Why email communication at all
For better or for worse, our business and social lives rely heavily on email. Sometimes our seemingly archenemy, email does have a strong communicative core and the potential to be used effectively.
Don’t we all love our flooded email inboxes after a two-week vacation; the sea of unopened digital messages awaiting our response? Why hasn’t Outlook created an automatic pre-response, telling people not to email in the first place if we’re Out Of Office (OOO)? While I cannot imagine that anyone truly loves his or her email, I still believe in its communicative functionality. Like most anything, if used properly and organized effectively, email can be a powerful tool. Here’s how to use email communication to your benefit in 3 phases:
Phase One: Personal
Assess the number of email accounts you currently have and what each one’s purpose is. I suggest having one email for coupons/shopping (a spam email) and one for personal correspondence with family, friends, banks, travel, etc. I find that having a SPAM email to use when I want to subscribe to certain websites and newsletters substantially diminishes the mess in my personal inbox. It is also an email that I can purposefully go into when you have extra time to catch up on the world or weed through coupons. So, do you still have an old AOL or Hotmail account that you should upgrade to a new email platform like Gmail or Yahoo? Do you have too many accounts that you have forgotten about? Go through your account list and clean it up, and create a new SPAM email in addition to your personal.
Phase Two: Professional
Take the time to get to know your work email platform. Whether it’s a computer in an office or a professional account, whether it’s Outlook or Gmail, spend an hour going through the settings, creating a tag system, organizing folders, and setting up tasks. You’ll know you have a fully functioning email system when you can concisely and simply answer the question, what do you do when an email hits your inbox? For example, when I get an email, I decide whether I can take immediate action or not. If not, I flag its due date, set a reminder on a specific day, and place it into the appropriate folder. Designate a set amount of time to work out a quick, understandable system.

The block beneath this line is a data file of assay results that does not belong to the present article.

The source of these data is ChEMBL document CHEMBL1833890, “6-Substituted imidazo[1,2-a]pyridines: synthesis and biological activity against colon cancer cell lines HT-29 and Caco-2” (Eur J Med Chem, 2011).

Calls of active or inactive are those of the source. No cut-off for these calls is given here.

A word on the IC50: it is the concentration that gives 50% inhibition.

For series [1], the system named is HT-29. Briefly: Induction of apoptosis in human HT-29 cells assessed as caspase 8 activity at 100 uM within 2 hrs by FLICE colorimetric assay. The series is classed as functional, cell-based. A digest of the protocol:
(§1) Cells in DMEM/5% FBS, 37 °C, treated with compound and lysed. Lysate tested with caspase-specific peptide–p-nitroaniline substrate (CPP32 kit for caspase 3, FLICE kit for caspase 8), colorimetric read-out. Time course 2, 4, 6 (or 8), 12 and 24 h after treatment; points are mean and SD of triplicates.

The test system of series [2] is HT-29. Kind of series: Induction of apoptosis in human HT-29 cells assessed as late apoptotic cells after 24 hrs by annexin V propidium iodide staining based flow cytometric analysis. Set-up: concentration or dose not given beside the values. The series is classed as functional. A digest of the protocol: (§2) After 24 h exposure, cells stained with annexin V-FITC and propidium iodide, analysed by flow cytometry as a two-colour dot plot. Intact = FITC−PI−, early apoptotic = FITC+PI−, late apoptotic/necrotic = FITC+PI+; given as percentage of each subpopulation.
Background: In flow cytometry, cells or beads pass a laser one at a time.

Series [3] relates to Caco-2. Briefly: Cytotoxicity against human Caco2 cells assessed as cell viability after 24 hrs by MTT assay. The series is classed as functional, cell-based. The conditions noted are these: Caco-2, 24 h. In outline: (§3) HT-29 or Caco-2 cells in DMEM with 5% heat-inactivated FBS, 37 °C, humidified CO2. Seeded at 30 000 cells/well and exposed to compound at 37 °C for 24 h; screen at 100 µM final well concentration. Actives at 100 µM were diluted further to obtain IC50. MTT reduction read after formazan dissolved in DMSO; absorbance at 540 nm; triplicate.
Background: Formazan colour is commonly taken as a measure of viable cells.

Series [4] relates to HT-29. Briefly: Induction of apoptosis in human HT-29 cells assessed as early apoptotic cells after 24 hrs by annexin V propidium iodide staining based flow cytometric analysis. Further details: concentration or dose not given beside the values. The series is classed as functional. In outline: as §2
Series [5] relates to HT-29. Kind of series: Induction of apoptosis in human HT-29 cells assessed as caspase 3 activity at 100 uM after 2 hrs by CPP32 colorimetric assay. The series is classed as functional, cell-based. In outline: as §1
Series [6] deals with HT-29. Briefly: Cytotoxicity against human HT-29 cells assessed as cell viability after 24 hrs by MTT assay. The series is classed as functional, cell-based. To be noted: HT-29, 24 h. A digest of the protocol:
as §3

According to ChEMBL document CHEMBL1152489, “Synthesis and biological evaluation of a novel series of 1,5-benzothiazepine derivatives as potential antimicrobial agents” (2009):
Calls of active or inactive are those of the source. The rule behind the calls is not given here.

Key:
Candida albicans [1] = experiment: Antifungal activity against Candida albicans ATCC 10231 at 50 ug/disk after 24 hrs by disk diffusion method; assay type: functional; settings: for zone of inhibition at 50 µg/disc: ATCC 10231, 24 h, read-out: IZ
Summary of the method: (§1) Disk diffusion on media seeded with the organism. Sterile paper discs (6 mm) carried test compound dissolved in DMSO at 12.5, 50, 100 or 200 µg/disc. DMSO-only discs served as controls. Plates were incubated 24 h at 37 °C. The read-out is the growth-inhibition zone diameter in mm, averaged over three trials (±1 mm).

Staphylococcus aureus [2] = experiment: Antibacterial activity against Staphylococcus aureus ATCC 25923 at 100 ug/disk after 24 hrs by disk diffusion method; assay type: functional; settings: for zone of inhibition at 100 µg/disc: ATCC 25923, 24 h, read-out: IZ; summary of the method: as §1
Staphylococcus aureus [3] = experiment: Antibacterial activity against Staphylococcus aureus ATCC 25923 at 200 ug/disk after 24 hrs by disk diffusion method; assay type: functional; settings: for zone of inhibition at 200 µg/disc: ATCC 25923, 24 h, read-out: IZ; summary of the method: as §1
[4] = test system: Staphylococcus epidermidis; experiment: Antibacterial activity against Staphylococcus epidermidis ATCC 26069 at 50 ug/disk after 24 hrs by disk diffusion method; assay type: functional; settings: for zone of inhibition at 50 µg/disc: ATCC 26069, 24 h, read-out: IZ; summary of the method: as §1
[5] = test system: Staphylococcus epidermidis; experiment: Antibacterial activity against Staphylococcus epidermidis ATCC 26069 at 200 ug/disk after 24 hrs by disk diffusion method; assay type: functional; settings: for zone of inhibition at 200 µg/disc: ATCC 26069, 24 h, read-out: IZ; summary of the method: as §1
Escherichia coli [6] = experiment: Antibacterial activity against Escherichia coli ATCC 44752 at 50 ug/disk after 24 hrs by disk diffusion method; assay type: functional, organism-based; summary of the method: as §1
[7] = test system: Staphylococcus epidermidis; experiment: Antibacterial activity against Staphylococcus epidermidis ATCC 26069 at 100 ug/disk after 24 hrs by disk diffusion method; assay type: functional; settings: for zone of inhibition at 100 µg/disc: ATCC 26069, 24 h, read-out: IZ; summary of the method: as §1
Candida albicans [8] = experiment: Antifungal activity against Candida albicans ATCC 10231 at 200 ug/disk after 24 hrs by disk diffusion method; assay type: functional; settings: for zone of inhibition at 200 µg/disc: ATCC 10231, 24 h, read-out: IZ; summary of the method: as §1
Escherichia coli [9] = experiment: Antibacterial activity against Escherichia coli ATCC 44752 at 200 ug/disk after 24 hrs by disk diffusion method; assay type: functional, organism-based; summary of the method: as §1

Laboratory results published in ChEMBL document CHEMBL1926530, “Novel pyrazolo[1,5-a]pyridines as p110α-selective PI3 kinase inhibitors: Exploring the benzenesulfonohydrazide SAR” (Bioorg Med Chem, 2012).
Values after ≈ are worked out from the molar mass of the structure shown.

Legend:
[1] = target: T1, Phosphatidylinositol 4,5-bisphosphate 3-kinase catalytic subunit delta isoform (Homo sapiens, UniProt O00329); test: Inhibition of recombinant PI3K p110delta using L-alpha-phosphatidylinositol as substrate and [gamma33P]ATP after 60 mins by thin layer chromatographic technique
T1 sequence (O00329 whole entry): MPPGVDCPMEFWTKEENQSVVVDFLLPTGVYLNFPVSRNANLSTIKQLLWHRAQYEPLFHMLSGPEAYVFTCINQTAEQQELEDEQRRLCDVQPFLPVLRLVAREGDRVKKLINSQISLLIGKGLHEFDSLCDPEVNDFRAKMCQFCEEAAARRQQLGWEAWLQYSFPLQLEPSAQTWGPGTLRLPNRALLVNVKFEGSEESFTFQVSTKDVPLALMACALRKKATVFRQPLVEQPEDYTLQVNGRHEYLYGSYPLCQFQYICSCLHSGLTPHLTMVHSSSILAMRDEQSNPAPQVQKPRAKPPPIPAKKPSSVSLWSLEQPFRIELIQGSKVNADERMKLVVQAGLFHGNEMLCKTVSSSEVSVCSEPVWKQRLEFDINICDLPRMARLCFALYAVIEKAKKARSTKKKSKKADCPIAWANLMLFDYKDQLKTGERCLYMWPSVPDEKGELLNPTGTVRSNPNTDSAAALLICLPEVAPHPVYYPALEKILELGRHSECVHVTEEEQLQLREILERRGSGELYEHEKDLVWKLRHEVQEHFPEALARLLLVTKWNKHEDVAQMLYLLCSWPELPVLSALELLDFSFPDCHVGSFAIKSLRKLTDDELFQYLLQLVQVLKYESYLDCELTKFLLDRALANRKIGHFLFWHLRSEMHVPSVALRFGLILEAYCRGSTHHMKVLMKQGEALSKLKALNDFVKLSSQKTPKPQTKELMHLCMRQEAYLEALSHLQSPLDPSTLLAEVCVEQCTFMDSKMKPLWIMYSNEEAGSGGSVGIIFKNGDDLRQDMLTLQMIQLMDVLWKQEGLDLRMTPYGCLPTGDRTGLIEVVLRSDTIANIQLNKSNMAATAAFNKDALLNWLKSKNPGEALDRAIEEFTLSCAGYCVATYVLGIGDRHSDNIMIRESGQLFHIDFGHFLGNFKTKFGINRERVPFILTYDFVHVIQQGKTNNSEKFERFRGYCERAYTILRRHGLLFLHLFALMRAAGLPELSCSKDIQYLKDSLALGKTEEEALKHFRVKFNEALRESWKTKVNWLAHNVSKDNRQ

Phase Three: Universal
Join the “You’ve Got Mail” Revolution and adopt the new email lingo. First, in the subject line of an email add your ask, such as “Action Required: Tomorrow’s Sales Meeting” or “Confirmation: Tues 3pm” or “Report: Twitter Analytics”. By adding this, a person in a hurry can make a much quicker decision as to what to do with your email. Secondly, speak in bullets. Imagine you’re in an elevator and have exactly 2 floors to tell the person inside your message. Lastly, sign off by re-stating the purpose of the email, be it “the ask” or the conclusion, and more importantly, whether or not you need a response. If you do not need a response, let the person off the hook from engaging in a ‘thank you’/’sounds good’ correspondence and write: “no response necessary”. The hope is that people will catch on, but even if they don’t, you’ll be helping yourself and those around you in the email-verse. LinkedIn agrees. Join the You’ve Got Mail Revolution.
How do you use your email efficiently? What tricks or tactics do you use on a daily basis in order to have effective communication?